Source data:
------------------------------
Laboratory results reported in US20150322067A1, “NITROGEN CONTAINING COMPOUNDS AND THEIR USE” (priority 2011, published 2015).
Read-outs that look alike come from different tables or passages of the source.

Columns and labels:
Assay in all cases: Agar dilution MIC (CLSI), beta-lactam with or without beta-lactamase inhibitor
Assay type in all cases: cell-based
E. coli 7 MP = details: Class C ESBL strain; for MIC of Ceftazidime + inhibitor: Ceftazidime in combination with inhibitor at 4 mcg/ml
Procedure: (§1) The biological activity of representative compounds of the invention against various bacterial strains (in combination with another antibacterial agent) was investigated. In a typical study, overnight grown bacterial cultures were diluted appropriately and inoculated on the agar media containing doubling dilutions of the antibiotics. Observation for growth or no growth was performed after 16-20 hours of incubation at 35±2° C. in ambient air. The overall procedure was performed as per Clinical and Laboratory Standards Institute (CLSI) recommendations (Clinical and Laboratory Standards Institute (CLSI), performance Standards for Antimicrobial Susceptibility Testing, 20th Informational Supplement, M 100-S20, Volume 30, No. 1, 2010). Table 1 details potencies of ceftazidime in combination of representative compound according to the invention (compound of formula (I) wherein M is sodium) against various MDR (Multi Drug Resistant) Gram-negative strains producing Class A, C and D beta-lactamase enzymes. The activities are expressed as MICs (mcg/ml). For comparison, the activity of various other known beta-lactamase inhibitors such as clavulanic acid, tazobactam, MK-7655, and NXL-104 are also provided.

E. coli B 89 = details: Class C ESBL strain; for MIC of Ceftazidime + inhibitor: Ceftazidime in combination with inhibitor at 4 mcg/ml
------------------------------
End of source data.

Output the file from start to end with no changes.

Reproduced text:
Laboratory results reported in US20150322067A1, “NITROGEN CONTAINING COMPOUNDS AND THEIR USE” (priority 2011, published 2015).
Read-outs that look alike come from different tables or passages of the source.

Columns and labels:
Assay in all cases: Agar dilution MIC (CLSI), beta-lactam with or without beta-lactamase inhibitor
Assay type in all cases: cell-based
E. coli 7 MP = details: Class C ESBL strain; for MIC of Ceftazidime + inhibitor: Ceftazidime in combination with inhibitor at 4 mcg/ml
Procedure: (§1) The biological activity of representative compounds of the invention against various bacterial strains (in combination with another antibacterial agent) was investigated. In a typical study, overnight grown bacterial cultures were diluted appropriately and inoculated on the agar media containing doubling dilutions of the antibiotics. Observation for growth or no growth was performed after 16-20 hours of incubation at 35±2° C. in ambient air. The overall procedure was performed as per Clinical and Laboratory Standards Institute (CLSI) recommendations (Clinical and Laboratory Standards Institute (CLSI), performance Standards for Antimicrobial Susceptibility Testing, 20th Informational Supplement, M 100-S20, Volume 30, No. 1, 2010). Table 1 details potencies of ceftazidime in combination of representative compound according to the invention (compound of formula (I) wherein M is sodium) against various MDR (Multi Drug Resistant) Gram-negative strains producing Class A, C and D beta-lactamase enzymes. The activities are expressed as MICs (mcg/ml). For comparison, the activity of various other known beta-lactamase inhibitors such as clavulanic acid, tazobactam, MK-7655, and NXL-104 are also provided.

E. coli B 89 = details: Class C ESBL strain; for MIC of Ceftazidime + inhibitor: Ceftazidime in combination with inhibitor at 4 mcg/ml